Blake, Michael, 1945-Alternative names
Michael Blake, circa 2008 (Box 19, Folder 34)
Michael Blake was born on July 5, 1945, in Fort Bragg, North Carolina. Blake’s journalism career began while he was in the Air Force, where he was the assistant editor of the base newspaper, The Strategian. After studying journalism at the University of New Mexico and attending film school in Berkeley, California, he moved to Los Angeles where he worked as a journalist and writer.
Blake’s work reflects his interests in the American West and the late 19th century western frontier. His novels and screenplays are often concerned with the state of Native Americans and the effects of settlers upon them. This interest led to Blake’s most well-known work, Dances with Wolves, which was recognized with seven academy awards, the Golden Globe, the Silver Spur, and the WGA award.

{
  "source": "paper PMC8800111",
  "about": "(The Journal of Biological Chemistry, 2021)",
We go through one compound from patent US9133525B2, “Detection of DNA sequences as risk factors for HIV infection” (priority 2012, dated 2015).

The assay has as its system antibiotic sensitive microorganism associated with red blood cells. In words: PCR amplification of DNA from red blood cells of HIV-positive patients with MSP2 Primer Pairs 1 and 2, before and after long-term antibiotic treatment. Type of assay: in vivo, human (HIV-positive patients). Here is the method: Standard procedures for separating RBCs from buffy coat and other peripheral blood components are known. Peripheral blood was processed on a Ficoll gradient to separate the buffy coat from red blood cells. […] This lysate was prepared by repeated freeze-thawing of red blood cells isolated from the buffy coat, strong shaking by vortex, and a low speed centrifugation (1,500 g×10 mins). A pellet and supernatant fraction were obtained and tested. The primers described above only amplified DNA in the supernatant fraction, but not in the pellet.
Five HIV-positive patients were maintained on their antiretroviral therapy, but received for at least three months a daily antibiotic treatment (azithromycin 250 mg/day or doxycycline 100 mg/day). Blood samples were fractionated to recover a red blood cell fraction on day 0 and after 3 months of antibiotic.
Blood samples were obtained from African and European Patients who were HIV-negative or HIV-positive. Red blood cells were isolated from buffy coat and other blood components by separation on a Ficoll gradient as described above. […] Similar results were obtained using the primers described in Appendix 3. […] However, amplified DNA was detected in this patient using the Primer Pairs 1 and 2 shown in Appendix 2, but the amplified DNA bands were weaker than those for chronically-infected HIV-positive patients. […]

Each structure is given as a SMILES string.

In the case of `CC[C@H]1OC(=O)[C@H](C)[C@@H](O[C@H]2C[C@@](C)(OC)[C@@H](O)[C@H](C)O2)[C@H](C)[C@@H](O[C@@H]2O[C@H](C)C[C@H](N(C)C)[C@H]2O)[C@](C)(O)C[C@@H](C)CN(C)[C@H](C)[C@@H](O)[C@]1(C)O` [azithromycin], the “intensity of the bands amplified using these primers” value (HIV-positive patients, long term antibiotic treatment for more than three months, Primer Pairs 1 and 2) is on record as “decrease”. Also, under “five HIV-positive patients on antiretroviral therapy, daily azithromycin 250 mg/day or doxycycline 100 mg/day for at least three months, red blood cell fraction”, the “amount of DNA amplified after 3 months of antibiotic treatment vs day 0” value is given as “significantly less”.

His awards also include the Eleanor Roosevelt Award for work with minorities and the environment, and the U.S. Air Force’s Americanism Award. For his dedication to the protection of wild horses and wolves, he was named the Animal Protection Institute’s Humanitarian of the Year.
Blake’s screenplays include: Stacey’s Knights (1983); Dances with Wolves (1990); and Winding Stair (1998), which he also directed. His novels include Dances with Wolves (1988); Airman Mortensen (1991); Marching to Valhalla (1996); The Holy Road (2001); and Into the Stars (2011). His non-fiction includes his autobiography, Like a Running Dog (2002); Indian Yell (2006); and Twelve the King (2009).
From the guide to the Michael Blake papers, 1949-2010, 1960-2010, (University of New Mexico Center for Southwest Research)
- Authors, American--20th century
- West (U.S.) (as recorded)